“This is a song people thought was dead and buried. Something so stupid it was generally assumed no one would ever sing it again,” Kenneth Hale, director of Advocacy and Legal Services for Tenants Ontario, says of Clementine. The song, written during the California Gold Rush of 1848, is about the drowned daughter of a miner who takes up with his lover’s kid sister.
“Neil had an album called Freedom,” continues Hale, “but I still see him as a song-and-dance man.”

Covering folk tunes has been a fruitful pastime for aging lefties. In 1992, Bob Dylan released Good As I Been to You, an album of rearranged call-to-arms songs, and the record was widely seen as fuel for the re-emergence still driving him forward today. Likewise, Bruce Springsteen made The Seeger Sessions in 2006, which was sandwiched between the lesser albums Magic (2007) and Devils & Dust (2005).

This record’s a bunch of angry hippies in their garage playing songs that they loved when they were four
For Young, Americana follows Le Noise, which scored the 66-year-old a Grammy Award for best rock song in 2011. Clearly, this record is a chance for Young to flaunt his influences and make a statement, something achieved on the album’s wild version of the Silhouettes’ Get a Job, a ’50s-era ditty about joblessness.

“In an era of massive unemployment, Get a Job speaks to a reality that so many people are facing and it’s what every activist hears when we’re out on the streets with a picket sign,” says Yutaka Dirks, who contributes to the new book Beautiful Trouble: A Toolbox for Revolution. “Many of us do have work, and we’re often out on the streets protesting the loss of good, stable, union jobs. You have to let the insult slide off your back.”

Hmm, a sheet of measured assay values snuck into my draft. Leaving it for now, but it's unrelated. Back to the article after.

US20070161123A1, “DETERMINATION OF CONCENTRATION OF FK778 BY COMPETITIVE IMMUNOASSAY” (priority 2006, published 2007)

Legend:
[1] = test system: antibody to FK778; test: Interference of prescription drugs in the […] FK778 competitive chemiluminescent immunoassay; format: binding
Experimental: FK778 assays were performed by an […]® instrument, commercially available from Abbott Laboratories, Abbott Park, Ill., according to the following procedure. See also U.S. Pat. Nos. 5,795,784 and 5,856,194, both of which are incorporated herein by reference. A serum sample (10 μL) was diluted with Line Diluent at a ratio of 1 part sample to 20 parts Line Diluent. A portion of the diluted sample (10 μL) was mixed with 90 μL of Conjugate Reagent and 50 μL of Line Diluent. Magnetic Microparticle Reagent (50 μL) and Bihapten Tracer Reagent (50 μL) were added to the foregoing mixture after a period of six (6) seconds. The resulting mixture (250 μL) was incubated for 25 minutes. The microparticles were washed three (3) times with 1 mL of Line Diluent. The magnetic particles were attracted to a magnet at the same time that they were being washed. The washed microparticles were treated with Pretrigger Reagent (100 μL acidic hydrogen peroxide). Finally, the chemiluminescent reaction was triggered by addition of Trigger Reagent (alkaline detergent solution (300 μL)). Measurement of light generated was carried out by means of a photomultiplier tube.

Crazy Horse, whose members backed Young on his first solo album, is a band best known for their thunder, but when the group formed in 1963, they were an a capella doo wop group in Los Angeles. It’s not lost on our activists that the band’s named for a Native American hero who went to war against the United States.

“Neil’s the kind of hippie who mixes his marijuana with tequila,” says Peck, “and this record’s a bunch of angry hippies in their garage playing songs that they loved when they were four.”
On Americana, the Crazy Horse harmonies stand out almost as much as their guitar sludge, and Woody Guthrie’s This Land is Your Land, perhaps the ultimate folk song, steers the album back into political territory. Young’s version also contains the oft-deleted lyrics that address the country’s property laws.

“Given the Occupy movement, I think he’s explicitly addressing inequality,” Dirks says. “This record’s about using music to keep hope. It’s saying, collectively, ‘We all have a voice.’ ”
In the end, the new Young album is modestly activist-approved, catchy and a tip-of-the-hat to the bygone days of America’s ragged early years, which seem to be resurfacing now. Young’s 35th solo album concludes with God Save the Queen, the British national anthem, which fades into America the Beautiful and a children’s choir for its final note.